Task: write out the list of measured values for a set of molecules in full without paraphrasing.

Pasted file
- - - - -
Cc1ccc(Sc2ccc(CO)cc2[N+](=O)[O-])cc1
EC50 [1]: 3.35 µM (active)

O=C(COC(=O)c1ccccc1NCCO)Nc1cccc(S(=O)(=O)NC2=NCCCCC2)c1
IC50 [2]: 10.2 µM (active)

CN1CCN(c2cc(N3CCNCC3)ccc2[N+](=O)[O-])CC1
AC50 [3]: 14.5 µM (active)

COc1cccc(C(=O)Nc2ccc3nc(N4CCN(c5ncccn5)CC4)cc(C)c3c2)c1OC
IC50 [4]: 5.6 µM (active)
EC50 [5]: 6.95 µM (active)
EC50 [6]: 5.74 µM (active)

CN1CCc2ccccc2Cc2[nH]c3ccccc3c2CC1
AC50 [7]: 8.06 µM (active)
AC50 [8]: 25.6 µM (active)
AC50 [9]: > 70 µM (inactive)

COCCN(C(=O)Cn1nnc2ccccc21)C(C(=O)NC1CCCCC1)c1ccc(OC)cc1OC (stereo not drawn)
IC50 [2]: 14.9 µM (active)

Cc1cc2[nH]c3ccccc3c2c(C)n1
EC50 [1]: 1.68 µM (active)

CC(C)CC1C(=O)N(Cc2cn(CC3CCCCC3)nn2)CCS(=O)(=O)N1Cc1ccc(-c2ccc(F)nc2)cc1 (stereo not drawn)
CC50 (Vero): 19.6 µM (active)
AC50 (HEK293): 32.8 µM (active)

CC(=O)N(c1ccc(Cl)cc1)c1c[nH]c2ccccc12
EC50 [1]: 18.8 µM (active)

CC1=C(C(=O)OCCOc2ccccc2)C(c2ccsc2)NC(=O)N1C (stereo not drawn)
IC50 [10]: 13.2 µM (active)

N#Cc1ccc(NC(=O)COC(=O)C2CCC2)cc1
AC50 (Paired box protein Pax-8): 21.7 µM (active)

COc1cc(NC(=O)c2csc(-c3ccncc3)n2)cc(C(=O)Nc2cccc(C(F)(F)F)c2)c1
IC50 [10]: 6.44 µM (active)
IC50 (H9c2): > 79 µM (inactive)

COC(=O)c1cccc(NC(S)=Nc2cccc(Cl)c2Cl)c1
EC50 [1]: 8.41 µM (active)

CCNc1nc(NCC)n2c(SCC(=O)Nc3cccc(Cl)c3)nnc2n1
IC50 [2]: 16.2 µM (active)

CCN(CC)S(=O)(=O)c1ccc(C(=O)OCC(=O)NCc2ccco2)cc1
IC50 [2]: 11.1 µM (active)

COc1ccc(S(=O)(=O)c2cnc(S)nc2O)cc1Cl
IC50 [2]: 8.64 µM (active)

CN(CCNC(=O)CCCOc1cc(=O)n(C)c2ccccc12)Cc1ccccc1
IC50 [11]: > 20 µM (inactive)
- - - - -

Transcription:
Cc1ccc(Sc2ccc(CO)cc2[N+](=O)[O-])cc1
EC50 [1]: 3.35 µM (active)

O=C(COC(=O)c1ccccc1NCCO)Nc1cccc(S(=O)(=O)NC2=NCCCCC2)c1
IC50 [2]: 10.2 µM (active)

CN1CCN(c2cc(N3CCNCC3)ccc2[N+](=O)[O-])CC1
AC50 [3]: 14.5 µM (active)

COc1cccc(C(=O)Nc2ccc3nc(N4CCN(c5ncccn5)CC4)cc(C)c3c2)c1OC
IC50 [4]: 5.6 µM (active)
EC50 [5]: 6.95 µM (active)
EC50 [6]: 5.74 µM (active)

CN1CCc2ccccc2Cc2[nH]c3ccccc3c2CC1
AC50 [7]: 8.06 µM (active)
AC50 [8]: 25.6 µM (active)
AC50 [9]: > 70 µM (inactive)

COCCN(C(=O)Cn1nnc2ccccc21)C(C(=O)NC1CCCCC1)c1ccc(OC)cc1OC (stereo not drawn)
IC50 [2]: 14.9 µM (active)

Cc1cc2[nH]c3ccccc3c2c(C)n1
EC50 [1]: 1.68 µM (active)

CC(C)CC1C(=O)N(Cc2cn(CC3CCCCC3)nn2)CCS(=O)(=O)N1Cc1ccc(-c2ccc(F)nc2)cc1 (stereo not drawn)
CC50 (Vero): 19.6 µM (active)
AC50 (HEK293): 32.8 µM (active)

CC(=O)N(c1ccc(Cl)cc1)c1c[nH]c2ccccc12
EC50 [1]: 18.8 µM (active)

CC1=C(C(=O)OCCOc2ccccc2)C(c2ccsc2)NC(=O)N1C (stereo not drawn)
IC50 [10]: 13.2 µM (active)

N#Cc1ccc(NC(=O)COC(=O)C2CCC2)cc1
AC50 (Paired box protein Pax-8): 21.7 µM (active)

COc1cc(NC(=O)c2csc(-c3ccncc3)n2)cc(C(=O)Nc2cccc(C(F)(F)F)c2)c1
IC50 [10]: 6.44 µM (active)
IC50 (H9c2): > 79 µM (inactive)

COC(=O)c1cccc(NC(S)=Nc2cccc(Cl)c2Cl)c1
EC50 [1]: 8.41 µM (active)

CCNc1nc(NCC)n2c(SCC(=O)Nc3cccc(Cl)c3)nnc2n1
IC50 [2]: 16.2 µM (active)

CCN(CC)S(=O)(=O)c1ccc(C(=O)OCC(=O)NCc2ccco2)cc1
IC50 [2]: 11.1 µM (active)

COc1ccc(S(=O)(=O)c2cnc(S)nc2O)cc1Cl
IC50 [2]: 8.64 µM (active)

CN(CCNC(=O)CCCOc1cc(=O)n(C)c2ccccc12)Cc1ccccc1
IC50 [11]: > 20 µM (inactive)